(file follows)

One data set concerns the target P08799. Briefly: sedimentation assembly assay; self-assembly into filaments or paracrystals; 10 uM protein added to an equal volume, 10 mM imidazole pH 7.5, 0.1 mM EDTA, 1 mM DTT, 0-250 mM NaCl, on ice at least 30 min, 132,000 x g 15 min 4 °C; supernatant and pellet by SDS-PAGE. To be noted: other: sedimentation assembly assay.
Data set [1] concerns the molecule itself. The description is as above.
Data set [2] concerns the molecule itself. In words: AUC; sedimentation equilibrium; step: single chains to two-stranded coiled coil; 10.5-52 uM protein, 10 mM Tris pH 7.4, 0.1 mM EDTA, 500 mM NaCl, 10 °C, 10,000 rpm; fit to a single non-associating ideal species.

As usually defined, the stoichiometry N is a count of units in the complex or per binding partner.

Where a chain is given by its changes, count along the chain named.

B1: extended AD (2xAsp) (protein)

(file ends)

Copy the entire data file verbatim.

One data set concerns the target P08799. Briefly: sedimentation assembly assay; self-assembly into filaments or paracrystals; 10 uM protein added to an equal volume, 10 mM imidazole pH 7.5, 0.1 mM EDTA, 1 mM DTT, 0-250 mM NaCl, on ice at least 30 min, 132,000 x g 15 min 4 °C; supernatant and pellet by SDS-PAGE. To be noted: other: sedimentation assembly assay.
Data set [1] concerns the molecule itself. The description is as above.
Data set [2] concerns the molecule itself. In words: AUC; sedimentation equilibrium; step: single chains to two-stranded coiled coil; 10.5-52 uM protein, 10 mM Tris pH 7.4, 0.1 mM EDTA, 500 mM NaCl, 10 °C, 10,000 rpm; fit to a single non-associating ideal species.

As usually defined, the stoichiometry N is a count of units in the complex or per binding partner.

Where a chain is given by its changes, count along the chain named.

B1: extended AD (2xAsp) (protein)